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Judith Brice and Charles W. Brice: Two Winter Poems


Today, Of White

                                       After ‘Early Spring Thaw’ by Di Brandt


Today my bones shudder and shake—

quake with the wanton cold of winter

her snows of white and wasted draft

her fugitive clouds laughing across

a prairie of blank— empty,

as we wait for a sparkle of spring

that just won’t thaw.


Today is barely a week after

the solstice when the air is paper thin

difficult to breathe—

only ice crystals to see

and foggy froth from mouth

to air and back

if luck will have it so.


And yet into a new year I trudge

step by frozen step, my mind

inches forward as I image

that one emerald blade of grass

that amber sun push her way

to nudge a nascent pinking horizon

into her new moments of dawn.


copyright 2018 Judith Brice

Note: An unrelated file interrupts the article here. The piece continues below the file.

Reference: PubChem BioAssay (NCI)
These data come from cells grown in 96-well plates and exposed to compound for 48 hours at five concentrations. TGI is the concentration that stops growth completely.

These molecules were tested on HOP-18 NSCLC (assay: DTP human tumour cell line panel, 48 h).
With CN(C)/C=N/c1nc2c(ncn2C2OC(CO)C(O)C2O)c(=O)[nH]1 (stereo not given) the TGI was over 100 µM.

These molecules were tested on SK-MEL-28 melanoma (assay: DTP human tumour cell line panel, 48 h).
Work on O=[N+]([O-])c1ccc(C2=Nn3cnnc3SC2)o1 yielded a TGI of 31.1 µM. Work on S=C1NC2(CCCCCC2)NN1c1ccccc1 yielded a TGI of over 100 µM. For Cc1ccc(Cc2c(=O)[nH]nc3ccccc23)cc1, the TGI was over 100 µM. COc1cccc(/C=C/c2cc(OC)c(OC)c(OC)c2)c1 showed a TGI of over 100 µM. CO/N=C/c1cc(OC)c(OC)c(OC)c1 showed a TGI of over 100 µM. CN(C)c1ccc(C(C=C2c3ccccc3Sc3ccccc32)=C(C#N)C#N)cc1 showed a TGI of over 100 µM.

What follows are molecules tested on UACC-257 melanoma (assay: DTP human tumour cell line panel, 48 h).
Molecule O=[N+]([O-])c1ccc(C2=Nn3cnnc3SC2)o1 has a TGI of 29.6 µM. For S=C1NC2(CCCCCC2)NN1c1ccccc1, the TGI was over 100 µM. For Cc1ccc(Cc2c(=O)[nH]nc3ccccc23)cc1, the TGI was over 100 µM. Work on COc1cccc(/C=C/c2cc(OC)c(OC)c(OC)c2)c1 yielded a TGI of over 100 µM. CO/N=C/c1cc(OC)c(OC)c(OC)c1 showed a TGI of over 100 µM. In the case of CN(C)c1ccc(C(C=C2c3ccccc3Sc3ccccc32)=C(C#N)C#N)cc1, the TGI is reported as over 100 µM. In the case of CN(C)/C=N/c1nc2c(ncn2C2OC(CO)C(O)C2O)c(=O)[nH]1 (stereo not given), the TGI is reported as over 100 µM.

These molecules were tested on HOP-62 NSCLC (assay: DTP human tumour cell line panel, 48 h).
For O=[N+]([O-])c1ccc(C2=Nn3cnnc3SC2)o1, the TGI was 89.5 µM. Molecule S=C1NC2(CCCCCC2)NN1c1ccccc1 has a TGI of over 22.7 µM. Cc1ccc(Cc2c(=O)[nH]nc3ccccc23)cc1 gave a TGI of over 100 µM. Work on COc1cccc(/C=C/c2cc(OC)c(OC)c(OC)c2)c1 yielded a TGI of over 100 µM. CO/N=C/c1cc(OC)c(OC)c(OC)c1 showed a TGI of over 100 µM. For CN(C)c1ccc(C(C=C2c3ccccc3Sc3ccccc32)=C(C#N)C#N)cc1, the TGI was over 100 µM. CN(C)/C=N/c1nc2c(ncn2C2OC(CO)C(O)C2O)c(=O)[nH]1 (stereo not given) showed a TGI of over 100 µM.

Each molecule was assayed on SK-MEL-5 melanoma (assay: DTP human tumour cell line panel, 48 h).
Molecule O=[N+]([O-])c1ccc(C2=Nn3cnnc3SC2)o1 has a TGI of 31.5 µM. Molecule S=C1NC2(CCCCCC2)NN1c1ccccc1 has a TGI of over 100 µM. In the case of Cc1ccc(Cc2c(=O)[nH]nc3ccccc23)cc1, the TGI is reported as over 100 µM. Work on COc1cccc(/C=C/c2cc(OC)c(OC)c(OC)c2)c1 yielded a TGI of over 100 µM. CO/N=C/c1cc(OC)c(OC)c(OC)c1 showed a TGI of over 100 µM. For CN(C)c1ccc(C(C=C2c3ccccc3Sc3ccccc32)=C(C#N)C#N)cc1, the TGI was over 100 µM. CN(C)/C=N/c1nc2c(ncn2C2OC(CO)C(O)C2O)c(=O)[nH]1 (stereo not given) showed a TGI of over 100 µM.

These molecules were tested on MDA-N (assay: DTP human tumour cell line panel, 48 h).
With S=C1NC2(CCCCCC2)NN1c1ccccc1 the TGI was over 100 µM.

For Don Drife


We turn potato brown,

or parts of us do,

curl about ourselves,

to avoid the inevitable fall,

cling out of habit,

hope, and hallelujahs,

through the strongest

winter winds—winds

that would defeat

the staunchest oak—

hold close like

those who live

in our chests long

after they’re gone.


Copyright 2018 Charles W. Brice


Judith Brice and Charles W. Brice are married and live in Pittsburgh. They both have published widely in poetry journals.


Winter in Pittsburgh

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